Bruno J. Gonzalez mainly focuses on Cerebellum, Receptor, Cell biology, Internal medicine and Endocrinology. His study in the fields of Cerebellar cortex under the domain of Cerebellum overlaps with other disciplines such as Granule cell. His work on Receptor deals in particular with Vasoactive intestinal peptide and Neuropeptide.
In general Vasoactive intestinal peptide study, his work on Pituitary adenylate cyclase-activating peptide often relates to the realm of Endocrine gland, thereby connecting several areas of interest. His work is dedicated to discovering how Cell biology, Apoptosis are connected with Neuroprotection and other disciplines. His work in Somatostatin receptor and Somatostatin are all subfields of Internal medicine research.
His scientific interests lie mostly in Internal medicine, Endocrinology, Cerebellum, Receptor and Granule cell. In his study, Fetal alcohol syndrome and Angiogenesis is inextricably linked to Fetus, which falls within the broad field of Internal medicine. Bruno J. Gonzalez works mostly in the field of Endocrinology, limiting it down to topics relating to Pituitary adenylate cyclase-activating peptide and, in certain cases, Molecular biology, as a part of the same area of interest.
His Cerebellum study combines topics from a wide range of disciplines, such as Neurite, Central nervous system and Cell biology. His study looks at the intersection of Cell biology and topics like Apoptosis with Neuroprotection. His Receptor research is multidisciplinary, relying on both Neurogenesis and Binding site.
Internal medicine, Endocrinology, NMDA receptor, Angiogenesis and Neuroprotection are his primary areas of study. His research is interdisciplinary, bridging the disciplines of Fetus and Internal medicine. In his research, Bruno J. Gonzalez performs multidisciplinary study on Endocrinology and Intracerebral hemorrhage.
His NMDA receptor research incorporates themes from Glutamate receptor, Glutamatergic, Cell biology and Cortex, Neuroscience. The concepts of his Cortex study are interwoven with issues in Receptor, Matrix metalloproteinase and GRIN1. The Neuroprotection study combines topics in areas such as Lesion and GABAergic.
Bruno J. Gonzalez mostly deals with Angiogenesis, Pharmacology, Neuroprotection, NMDA receptor and Endocrinology. Bruno J. Gonzalez has included themes like Fetal alcohol syndrome, Tyrosine kinase and Programmed cell death in his Angiogenesis study. His work carried out in the field of Pharmacology brings together such families of science as Neuroendocrine tumors, Viability assay, Pheochromocytoma, CD31 and Sunitinib.
His work in Neuroprotection covers topics such as GABAergic which are related to areas like gamma-Aminobutyric acid and Glutamate receptor. Bruno J. Gonzalez usually deals with NMDA receptor and limits it to topics linked to Glutamatergic and Ex vivo, ATG5, Excitotoxicity, Developmental profile and Antagonist. His work focuses on many connections between Endocrinology and other disciplines, such as Internal medicine, that overlap with his field of interest in In utero.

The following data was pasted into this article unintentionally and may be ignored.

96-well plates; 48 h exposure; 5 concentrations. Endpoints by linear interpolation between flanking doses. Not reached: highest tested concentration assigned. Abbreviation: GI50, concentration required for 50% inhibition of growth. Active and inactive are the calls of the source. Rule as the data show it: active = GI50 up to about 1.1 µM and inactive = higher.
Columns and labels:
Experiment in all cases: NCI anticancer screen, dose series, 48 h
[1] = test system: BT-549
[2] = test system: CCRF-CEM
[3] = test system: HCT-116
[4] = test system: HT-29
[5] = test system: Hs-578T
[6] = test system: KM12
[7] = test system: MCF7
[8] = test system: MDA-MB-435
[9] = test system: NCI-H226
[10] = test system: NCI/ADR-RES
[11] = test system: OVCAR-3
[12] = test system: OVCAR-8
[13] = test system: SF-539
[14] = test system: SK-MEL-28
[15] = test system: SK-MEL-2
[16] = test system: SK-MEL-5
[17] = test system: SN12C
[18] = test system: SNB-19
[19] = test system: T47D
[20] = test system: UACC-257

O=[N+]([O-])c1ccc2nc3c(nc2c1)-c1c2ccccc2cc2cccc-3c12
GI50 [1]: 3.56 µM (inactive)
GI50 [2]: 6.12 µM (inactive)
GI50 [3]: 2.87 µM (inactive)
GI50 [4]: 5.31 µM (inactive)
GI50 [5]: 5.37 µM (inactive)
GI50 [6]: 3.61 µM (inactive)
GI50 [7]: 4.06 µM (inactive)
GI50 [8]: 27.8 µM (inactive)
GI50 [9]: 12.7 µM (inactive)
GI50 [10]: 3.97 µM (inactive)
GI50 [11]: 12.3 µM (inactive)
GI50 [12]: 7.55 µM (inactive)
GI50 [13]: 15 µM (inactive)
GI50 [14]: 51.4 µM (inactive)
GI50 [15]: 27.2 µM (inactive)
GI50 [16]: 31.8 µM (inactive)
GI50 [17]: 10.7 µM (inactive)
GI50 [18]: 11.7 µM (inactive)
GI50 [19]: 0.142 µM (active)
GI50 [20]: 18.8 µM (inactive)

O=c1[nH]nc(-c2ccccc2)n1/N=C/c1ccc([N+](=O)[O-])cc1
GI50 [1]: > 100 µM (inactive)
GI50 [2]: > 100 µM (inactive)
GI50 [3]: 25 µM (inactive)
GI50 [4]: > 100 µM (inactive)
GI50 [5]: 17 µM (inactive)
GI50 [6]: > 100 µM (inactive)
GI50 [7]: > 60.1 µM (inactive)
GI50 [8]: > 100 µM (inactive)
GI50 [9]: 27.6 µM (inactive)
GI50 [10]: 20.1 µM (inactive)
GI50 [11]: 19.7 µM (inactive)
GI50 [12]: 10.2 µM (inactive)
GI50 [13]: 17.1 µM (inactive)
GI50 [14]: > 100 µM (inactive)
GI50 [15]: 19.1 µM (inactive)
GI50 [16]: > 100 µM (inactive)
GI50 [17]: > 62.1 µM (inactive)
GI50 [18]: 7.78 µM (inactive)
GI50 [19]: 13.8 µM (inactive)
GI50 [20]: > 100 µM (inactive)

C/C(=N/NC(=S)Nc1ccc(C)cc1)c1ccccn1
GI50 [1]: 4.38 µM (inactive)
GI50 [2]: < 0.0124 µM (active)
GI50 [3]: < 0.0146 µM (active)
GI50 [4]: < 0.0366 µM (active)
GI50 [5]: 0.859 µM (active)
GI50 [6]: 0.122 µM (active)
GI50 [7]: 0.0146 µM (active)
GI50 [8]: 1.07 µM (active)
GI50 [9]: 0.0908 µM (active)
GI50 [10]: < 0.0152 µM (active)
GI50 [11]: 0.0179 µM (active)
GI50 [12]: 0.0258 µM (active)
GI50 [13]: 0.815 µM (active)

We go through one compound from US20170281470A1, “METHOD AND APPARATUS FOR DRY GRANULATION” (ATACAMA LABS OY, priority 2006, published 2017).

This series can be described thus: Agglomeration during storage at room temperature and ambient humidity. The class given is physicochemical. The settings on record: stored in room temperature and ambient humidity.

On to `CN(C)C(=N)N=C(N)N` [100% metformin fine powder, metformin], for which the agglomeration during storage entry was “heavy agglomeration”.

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Pituitary Adenylate Cyclase-Activating Polypeptide and Its Receptors: From Structure to Functions
David Vaudry;Bruno J. Gonzalez;Magali Basille;Laurent Yon.
Pharmacological Reviews (2000)
PACAP protects cerebellar granule neurons against oxidative stress-induced apoptosis.
D. Vaudry;T. F. Pamantung;M. Basille;C. Rousselle.
European Journal of Neuroscience (2002)
Pituitary adenylate cyclase-activating polypeptide promotes cell survival and neurite outgrowth in rat cerebellar neuroblasts.
B.J Gonzalez;M Basille;D Vaudry;A Fournier.
Neurotrophic activity of pituitary adenylate cyclase-activating polypeptide on rat cerebellar cortex during development
David Vaudry;Bruno J. Gonzalez;Magali Basille;Alain Fournier.
Proceedings of the National Academy of Sciences of the United States of America (1999)
The neuroprotective effect of pituitary adenylate cyclase-activating polypeptide on cerebellar granule cells is mediated through inhibition of the CED3-related cysteine protease caspase-3/CPP32
David Vaudry;Bruno J. Gonzalez;Magali Basille;Tommy F. Pamantung.
Proceedings of the National Academy of Sciences of the United States of America (2000)
Pituitary adenylate cyclase-activating polypeptide protects rat cerebellar granule neurons against ethanol-induced apoptotic cell death
David Vaudry;Cécile Rousselle;Magali Basille;Anthony Falluel-Morel.
Proceedings of the National Academy of Sciences of the United States of America (2002)
VIP and PACAP induce selective neuronal differentiation of mouse embryonic stem cells.
Michèle Cazillis;Bruno J. Gonzalez;Claude Billardon;Alain Lombet.
European Journal of Neuroscience (2004)
Expression of a complete and functional complement system by human neuronal cells in vitro
Anne Thomas;Philippe Gasque;David Vaudry;Bruno Gonzalez.
International Immunology (2000)
Pituitary adenylate cyclase-activating polypeptide stimulates both c-fos gene expression and cell survival in rat cerebellar granule neurons through activation of the protein kinase A pathway.
D Vaudry;B.J Gonzalez;M Basille;Y Anouar.
The neurotrophic effects of PACAP in PC12 cells: control by multiple transduction pathways
Aurélia Ravni;Steve Bourgault;Steve Bourgault;Alexis Lebon;Philippe Chan.
Journal of Neurochemistry (2006)
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